As Donnie Collins outlines, the sale will come with new terms attached. In addition to the stadium renovation funds, the team’s rent will increase from $150,000 to $750,000, and the least continues an option that could keep the franchise in place for 50 years. The Scranton stadium authority could repurchase the ballpark if the franchise relocates or ends its Yankee affiliation. New York, however, has been inclined to keep the team in Scranton due to the proximity factor. It is only a two-hour drive from the Majors to the AAA.
Overall, the Yankees are committing $37 million to the region, and while local politicians are wary about chipping in a few million in taxpayer dollars as part of the matching funds for the stadium renovation, they recognize its better than losing the team.
As for the renovations, they are extensive. Stadium capacity will drop from 10,500 to between 8000-8500, and the entire park will be overhauled. David Singleton offers up this take:
Under the proposal, only four elements of the existing stadium would be retained: the lower seating bowl, the playing field, the home locker room and the parking lots, Mr. Schmitt said. Everything else, including the upper-level deck, would be demolished.
The rebuilt stadium would have an elevated single- or double-tier of suites, club seats and media facilities behind home plate, but the rest of the seating would be on or below a concourse that would wrap around the entire playing field like a promenade, he said.
The promenade concept, now popular at many major and minor league stadiums, allows fans to view the game from multiple vantage points, he said. “The idea of a promenade lends itself, we think, to the very leisurely and social aspect of attending a ballgame,” [architect Craig] Schmitt said.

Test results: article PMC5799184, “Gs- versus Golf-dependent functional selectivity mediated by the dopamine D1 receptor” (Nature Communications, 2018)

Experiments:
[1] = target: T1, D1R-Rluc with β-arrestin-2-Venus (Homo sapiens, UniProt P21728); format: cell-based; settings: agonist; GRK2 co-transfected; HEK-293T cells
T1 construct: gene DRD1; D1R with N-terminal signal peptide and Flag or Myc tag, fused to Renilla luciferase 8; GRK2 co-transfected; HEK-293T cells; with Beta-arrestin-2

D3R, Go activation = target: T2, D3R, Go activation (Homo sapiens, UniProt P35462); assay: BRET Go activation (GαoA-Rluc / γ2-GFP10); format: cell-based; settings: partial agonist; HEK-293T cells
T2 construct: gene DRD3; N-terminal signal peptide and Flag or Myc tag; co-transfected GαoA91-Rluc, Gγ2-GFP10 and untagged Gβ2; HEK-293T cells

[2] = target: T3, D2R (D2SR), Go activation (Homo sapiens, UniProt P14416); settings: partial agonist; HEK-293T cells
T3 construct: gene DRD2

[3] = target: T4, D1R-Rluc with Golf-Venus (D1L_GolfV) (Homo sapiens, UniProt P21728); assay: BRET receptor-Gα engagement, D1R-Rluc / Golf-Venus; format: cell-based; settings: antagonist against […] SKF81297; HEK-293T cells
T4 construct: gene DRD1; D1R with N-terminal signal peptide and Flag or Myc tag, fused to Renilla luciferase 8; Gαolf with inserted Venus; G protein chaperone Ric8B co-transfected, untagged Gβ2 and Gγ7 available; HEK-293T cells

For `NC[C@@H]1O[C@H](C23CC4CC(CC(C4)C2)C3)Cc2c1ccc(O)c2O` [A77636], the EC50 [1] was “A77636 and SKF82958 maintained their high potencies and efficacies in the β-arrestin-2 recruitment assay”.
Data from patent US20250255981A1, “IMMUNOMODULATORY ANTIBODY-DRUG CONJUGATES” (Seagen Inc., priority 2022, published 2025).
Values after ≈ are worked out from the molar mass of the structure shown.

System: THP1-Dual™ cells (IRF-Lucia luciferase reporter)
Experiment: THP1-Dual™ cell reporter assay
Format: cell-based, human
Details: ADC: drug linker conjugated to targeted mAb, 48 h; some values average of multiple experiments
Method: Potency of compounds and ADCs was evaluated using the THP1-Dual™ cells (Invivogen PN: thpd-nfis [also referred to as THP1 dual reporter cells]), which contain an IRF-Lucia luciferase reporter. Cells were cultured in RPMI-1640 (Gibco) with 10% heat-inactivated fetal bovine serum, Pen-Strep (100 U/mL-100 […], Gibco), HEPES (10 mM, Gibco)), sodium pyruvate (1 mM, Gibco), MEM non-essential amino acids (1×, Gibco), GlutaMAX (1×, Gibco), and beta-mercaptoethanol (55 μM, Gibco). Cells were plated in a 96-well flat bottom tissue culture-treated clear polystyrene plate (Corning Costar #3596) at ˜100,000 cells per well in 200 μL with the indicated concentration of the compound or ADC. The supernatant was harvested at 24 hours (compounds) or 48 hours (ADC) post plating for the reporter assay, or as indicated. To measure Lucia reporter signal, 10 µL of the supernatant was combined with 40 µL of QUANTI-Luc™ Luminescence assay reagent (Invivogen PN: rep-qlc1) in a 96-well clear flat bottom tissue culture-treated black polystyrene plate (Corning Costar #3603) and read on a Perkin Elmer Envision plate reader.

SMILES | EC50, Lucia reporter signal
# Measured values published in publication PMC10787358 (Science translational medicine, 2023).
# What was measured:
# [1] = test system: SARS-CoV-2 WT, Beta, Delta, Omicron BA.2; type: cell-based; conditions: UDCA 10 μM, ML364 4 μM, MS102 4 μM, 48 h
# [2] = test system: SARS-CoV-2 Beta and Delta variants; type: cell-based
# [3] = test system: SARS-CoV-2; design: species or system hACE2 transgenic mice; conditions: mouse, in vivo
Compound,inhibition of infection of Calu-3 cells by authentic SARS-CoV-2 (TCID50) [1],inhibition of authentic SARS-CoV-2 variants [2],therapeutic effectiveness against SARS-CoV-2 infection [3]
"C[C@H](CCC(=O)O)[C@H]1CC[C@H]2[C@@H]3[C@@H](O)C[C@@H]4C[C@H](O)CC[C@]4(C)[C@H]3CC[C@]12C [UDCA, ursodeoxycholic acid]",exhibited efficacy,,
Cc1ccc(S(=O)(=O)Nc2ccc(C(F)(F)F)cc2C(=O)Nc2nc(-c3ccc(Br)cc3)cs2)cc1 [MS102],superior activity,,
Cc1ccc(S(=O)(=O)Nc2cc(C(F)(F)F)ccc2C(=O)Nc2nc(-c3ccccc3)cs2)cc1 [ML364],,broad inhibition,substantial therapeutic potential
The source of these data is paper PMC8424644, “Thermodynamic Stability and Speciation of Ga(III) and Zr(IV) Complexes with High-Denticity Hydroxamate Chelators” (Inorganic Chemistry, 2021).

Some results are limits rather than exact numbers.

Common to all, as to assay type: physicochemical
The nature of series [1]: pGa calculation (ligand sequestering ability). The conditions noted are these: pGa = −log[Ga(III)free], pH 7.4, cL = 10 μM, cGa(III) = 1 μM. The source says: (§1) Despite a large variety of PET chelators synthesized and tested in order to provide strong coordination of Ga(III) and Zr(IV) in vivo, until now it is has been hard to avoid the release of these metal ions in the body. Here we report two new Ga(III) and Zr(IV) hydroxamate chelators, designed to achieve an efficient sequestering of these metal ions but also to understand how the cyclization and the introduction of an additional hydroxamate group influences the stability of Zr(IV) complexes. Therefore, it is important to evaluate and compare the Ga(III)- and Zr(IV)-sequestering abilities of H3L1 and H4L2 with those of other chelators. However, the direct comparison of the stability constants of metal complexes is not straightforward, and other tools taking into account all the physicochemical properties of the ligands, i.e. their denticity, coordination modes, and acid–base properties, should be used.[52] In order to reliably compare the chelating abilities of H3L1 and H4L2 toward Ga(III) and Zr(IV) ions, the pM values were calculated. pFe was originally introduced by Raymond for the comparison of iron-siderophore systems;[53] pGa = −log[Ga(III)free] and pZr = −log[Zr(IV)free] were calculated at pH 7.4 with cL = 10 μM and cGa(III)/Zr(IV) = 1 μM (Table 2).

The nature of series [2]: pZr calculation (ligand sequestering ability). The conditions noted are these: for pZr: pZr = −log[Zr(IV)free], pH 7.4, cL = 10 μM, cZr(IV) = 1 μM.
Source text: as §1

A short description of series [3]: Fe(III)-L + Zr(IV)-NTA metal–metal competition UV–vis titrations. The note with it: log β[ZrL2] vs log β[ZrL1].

It’s a safe bet to assume that the Yanks will extend their PDC with Scranton well beyond the current 2014 expiration date. For minor league fans in Central Pennsylvania, baseball is seemingly there to stay.
The Yankees will be in Scranton through at least 2014, the club announced yesterday. The big league organization has opted to extend its player development agreement with its AAA franchise to cover the next four seasons. Additionally, SWB Yankees LLC, the joint venture between the Yankees and Mandalay Bay that manages the team, has also re-upped its agreement for the same length of time.
“We remain committed to having our Triple-A franchise in Scranton/Wilkes-Barre,” Yanks’ COO Lonn Trost said. “The market offers us an excellent combination of business opportunities as well as player development and baseball operations efficiencies. We are delighted to be extending our relationships in Scranton/Wilkes-Barre.”
Scranton has been home to the Yanks’ Triple-A affiliate since 2007, when the team left Columbus after a 28 year relationship. The team made the move to bring its highest level minor league affiliate closer to New York, and it doesn’t get any closer than Scranton. The PDC extension is good news yet unsurprising because it really is a match made in Triple-A heaven. With a strong fan base, geographically favorable and good business opportunities, it just makes sense for both sides.
Despite this convenience, a PDC renewal was no sure thing last year. As the Yanks adjusted to life in Scranton, the club found that the ballpark needed $13 million in upgrades due to a bad drainage system, and Scranton was not too keen on building a new stadium for the team. Still, the Yanks are committed to working through these problems.
“We look forward to continuing to work with county leadership and members of the Multi-Purpose Stadium Authority of Lackawanna County to develop a plan to significantly improve the current stadium or replace it with a new one,” Trost said.
With this news, Kei Igawa too stands to benefit as he’ll have a few more years to build on his career franchise-record win total.
Additional reporting by Benjamin Kabak
On April 1st, Triple-A Scranton will head down I-476 to take on Double-A Trenton in an exhibition game at Trenton’s beautiful Waterfront Park. As Chad Jennings notes, the 2007 Trenton Thunder team, the Double-A Eastern League champs, will be honored before the game. This is a pretty cool idea by the Yanks, of course this wouldn’t be nearly as entertaining without the farm system Cashman & Co. have built.
Frankie Cervelli, Justin Christian, Colin Curtis, Eric Duncan, Brett Gardner, Edwar Gonzalez, Alan Horne, Austin Jackson, Jeff Marquez, Dan McCutchen, Juan Miranda, Scott Patterson, PJ Piliterre, David Robertson, Jose Tabata, Marcos Vechionacci, Kevin Whelan, Steven White. All on the same field. Tickets go on sale Monday, get yours here.
The Triple-A Scranton/Wilkes-Barre Yankees have a blog! My how the world of blogging beat writers has grown.
(hat tip to Mr. Negativity…just kiddin’ Steve)